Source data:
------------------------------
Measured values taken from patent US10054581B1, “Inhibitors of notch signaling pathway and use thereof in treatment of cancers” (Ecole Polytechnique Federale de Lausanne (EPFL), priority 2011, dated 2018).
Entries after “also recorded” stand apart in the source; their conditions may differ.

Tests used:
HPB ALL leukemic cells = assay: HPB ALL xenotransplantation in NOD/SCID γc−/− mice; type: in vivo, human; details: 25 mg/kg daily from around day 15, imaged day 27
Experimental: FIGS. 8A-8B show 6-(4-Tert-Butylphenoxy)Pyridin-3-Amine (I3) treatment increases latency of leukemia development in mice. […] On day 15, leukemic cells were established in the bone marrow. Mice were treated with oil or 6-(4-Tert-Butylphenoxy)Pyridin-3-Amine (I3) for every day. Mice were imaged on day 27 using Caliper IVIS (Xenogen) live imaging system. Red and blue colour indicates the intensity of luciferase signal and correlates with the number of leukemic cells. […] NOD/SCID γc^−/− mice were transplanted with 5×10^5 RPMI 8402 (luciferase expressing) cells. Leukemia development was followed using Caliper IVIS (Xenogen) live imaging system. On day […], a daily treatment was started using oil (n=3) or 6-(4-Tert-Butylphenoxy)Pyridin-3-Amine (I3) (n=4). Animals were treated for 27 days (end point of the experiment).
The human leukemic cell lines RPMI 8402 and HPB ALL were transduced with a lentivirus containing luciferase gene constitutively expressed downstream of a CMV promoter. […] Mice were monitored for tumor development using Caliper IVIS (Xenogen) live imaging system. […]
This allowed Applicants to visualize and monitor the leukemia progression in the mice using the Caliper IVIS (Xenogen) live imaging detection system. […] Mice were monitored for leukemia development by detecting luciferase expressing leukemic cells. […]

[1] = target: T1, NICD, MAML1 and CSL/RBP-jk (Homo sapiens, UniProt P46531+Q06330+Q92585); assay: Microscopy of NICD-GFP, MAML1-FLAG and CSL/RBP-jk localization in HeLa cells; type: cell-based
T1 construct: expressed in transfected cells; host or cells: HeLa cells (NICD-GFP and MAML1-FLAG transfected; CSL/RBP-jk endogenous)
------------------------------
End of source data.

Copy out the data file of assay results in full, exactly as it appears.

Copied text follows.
Measured values taken from patent US10054581B1, “Inhibitors of notch signaling pathway and use thereof in treatment of cancers” (Ecole Polytechnique Federale de Lausanne (EPFL), priority 2011, dated 2018).
Entries after “also recorded” stand apart in the source; their conditions may differ.

Tests used:
HPB ALL leukemic cells = assay: HPB ALL xenotransplantation in NOD/SCID γc−/− mice; type: in vivo, human; details: 25 mg/kg daily from around day 15, imaged day 27
Experimental: FIGS. 8A-8B show 6-(4-Tert-Butylphenoxy)Pyridin-3-Amine (I3) treatment increases latency of leukemia development in mice. […] On day 15, leukemic cells were established in the bone marrow. Mice were treated with oil or 6-(4-Tert-Butylphenoxy)Pyridin-3-Amine (I3) for every day. Mice were imaged on day 27 using Caliper IVIS (Xenogen) live imaging system. Red and blue colour indicates the intensity of luciferase signal and correlates with the number of leukemic cells. […] NOD/SCID γc^−/− mice were transplanted with 5×10^5 RPMI 8402 (luciferase expressing) cells. Leukemia development was followed using Caliper IVIS (Xenogen) live imaging system. On day […], a daily treatment was started using oil (n=3) or 6-(4-Tert-Butylphenoxy)Pyridin-3-Amine (I3) (n=4). Animals were treated for 27 days (end point of the experiment).
The human leukemic cell lines RPMI 8402 and HPB ALL were transduced with a lentivirus containing luciferase gene constitutively expressed downstream of a CMV promoter. […] Mice were monitored for tumor development using Caliper IVIS (Xenogen) live imaging system. […]
This allowed Applicants to visualize and monitor the leukemia progression in the mice using the Caliper IVIS (Xenogen) live imaging detection system. […] Mice were monitored for leukemia development by detecting luciferase expressing leukemic cells. […]

[1] = target: T1, NICD, MAML1 and CSL/RBP-jk (Homo sapiens, UniProt P46531+Q06330+Q92585); assay: Microscopy of NICD-GFP, MAML1-FLAG and CSL/RBP-jk localization in HeLa cells; type: cell-based
T1 construct: expressed in transfected cells; host or cells: HeLa cells (NICD-GFP and MAML1-FLAG transfected; CSL/RBP-jk endogenous)